As a modern regulator, we use a risk-based model to tackle the greatest safety risks on our roads.
To do this, we use tailored regulatory activities and responses that are appropriate and proportionate to the nature of the safety risk and behaviour of industry and supply chain participant.
Our focus is to deter serious and consistent offenders who put other’s lives at risk by seeking strong sentences, but also try to change the behaviours that breed a culture of offending and risk the overall safety of the heavy vehicle industry.
Enforceable undertakings (EUs) are one way the NHVR can encourage and monitor safer behaviours in an individual or a company and improve safety for all road users.
So, what is an EU?
An EU is a legal agreement between a defendant charged under the Heavy Vehicle National Law (HVNL) and the NHVR.
There is specific criteria that is considered in the EU process, which could include a company implementing measures such as education, training, processes, policies, technology or systems that demonstrate tangible improvements to the safety of the company’s operations.
This agreement is recorded, legally enforceable and is published on the NHVR’s website.
What happens if the NHVR accepts the EU?
If the NHVR accepts the EU, the court matter is withdrawn, and no court penalty is pursued.
EUs last for 12 months and are actively monitored by the NHVR. The company must submit evidence to show the agreed activities have been completed, to avoid further legal action.
If the defendant does not comply with their EU, they will be prosecuted for breaching the agreement.
Why would the NHVR accept an EU instead of a prosecution?
EUs are designed to tackle the root of the issue that caused the offence to occur in the first place.
Immediate corrective action can be taken by the company, and robust safety systems and training can be established to protect themselves, and others, from safety risks long term.
It also allows a company to implement strategies and procedures that will protect them in future, instead of receiving a fine, which may not lead to improved operations.
You will see that the NHVR has already entered into more EUs over the last few months than in the previous year, because in most cases, a company or person spending money on safety instead of a fine, means a better safety outcome for everyone.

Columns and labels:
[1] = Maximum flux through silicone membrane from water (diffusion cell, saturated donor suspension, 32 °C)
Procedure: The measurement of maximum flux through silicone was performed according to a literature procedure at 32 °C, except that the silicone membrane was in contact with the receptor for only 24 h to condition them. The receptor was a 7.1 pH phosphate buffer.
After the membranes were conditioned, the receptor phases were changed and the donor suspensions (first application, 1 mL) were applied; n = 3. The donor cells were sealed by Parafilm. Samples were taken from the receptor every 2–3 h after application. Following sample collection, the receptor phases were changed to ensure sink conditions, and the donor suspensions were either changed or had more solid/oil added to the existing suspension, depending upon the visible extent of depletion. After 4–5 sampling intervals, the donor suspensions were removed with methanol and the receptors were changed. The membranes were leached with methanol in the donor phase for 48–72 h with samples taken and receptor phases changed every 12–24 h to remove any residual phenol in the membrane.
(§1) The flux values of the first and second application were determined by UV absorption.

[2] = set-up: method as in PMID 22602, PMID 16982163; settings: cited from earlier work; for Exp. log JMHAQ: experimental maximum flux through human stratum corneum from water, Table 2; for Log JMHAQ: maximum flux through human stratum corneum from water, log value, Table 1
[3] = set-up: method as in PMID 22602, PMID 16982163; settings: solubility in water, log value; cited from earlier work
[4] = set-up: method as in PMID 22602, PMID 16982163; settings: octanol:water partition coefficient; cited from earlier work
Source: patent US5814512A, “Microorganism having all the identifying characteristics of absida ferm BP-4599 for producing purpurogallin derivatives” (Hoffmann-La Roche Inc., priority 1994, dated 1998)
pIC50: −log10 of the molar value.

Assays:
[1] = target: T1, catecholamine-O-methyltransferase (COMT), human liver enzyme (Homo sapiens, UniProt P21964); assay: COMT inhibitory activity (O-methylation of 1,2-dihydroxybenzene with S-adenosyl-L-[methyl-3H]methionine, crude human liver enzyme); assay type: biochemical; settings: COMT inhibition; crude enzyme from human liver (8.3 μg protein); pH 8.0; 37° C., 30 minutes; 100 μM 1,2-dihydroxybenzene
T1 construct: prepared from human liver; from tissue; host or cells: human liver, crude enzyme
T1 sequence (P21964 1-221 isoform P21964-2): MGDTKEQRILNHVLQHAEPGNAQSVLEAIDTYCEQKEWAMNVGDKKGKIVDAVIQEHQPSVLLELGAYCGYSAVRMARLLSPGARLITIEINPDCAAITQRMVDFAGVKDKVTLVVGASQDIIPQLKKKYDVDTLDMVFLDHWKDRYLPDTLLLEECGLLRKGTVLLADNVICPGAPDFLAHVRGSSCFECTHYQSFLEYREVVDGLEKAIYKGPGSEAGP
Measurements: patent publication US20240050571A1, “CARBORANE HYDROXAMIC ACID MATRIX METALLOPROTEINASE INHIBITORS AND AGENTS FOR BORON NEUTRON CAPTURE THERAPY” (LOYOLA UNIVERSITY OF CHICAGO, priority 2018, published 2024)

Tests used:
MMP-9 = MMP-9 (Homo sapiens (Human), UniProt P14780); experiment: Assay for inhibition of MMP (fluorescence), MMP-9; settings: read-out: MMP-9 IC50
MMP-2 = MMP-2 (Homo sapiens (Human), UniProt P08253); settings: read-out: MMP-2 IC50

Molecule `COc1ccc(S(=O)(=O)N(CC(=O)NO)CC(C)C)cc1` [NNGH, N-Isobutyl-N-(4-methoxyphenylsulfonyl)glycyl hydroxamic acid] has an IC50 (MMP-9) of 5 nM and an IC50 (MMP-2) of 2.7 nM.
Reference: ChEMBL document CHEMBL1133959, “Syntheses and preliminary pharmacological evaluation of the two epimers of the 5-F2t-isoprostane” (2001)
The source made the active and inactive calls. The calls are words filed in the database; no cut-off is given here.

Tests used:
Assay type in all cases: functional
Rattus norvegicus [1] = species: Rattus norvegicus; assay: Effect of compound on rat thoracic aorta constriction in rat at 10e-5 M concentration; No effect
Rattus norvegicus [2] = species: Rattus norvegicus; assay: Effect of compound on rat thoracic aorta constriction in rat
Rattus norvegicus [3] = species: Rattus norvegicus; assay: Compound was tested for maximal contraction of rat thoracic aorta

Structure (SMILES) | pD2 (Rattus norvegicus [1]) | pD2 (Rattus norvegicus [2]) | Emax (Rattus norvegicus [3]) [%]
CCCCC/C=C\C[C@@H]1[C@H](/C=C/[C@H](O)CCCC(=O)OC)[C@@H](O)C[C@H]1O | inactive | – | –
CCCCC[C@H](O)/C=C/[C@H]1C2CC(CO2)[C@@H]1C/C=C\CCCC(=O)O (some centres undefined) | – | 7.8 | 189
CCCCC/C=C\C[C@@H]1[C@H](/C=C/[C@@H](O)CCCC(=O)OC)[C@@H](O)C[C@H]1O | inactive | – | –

A recent example of the benefits of an EU is best demonstrated by the matter of a civil construction and infrastructure company Eifers Pty Ltd.
Eifers Pty Ltd was never charged with any offences, but their driver was. Eifers stepped in and proposed to complete an EU so the employed driver wouldn’t face a conviction and fines for mass limit and load restraint breaches.
Eifers has pledged to complete a series of safety, risk and policy activities valued at $44,000 and as a result the NHVR withdrew all charges against the driver. The activities include completing mass and load restraint training, a new policies and procedure manual, certification of safety management systems including quality management, occupational health and safety, and environmental performance, plus production of a heavy vehicle safety video.
It’s encouraging to see a company put their hand up to be accountable for their role in ensuring safe operations on and off the road.
I’m pleased to say every company has either successfully completed or are progressing well with their EUs.
For more information visit www.nhvr.gov.au/law-policies/enforceable-undertakings.
About the author:
Belinda Hughes is the NHVR Director Prosecutions.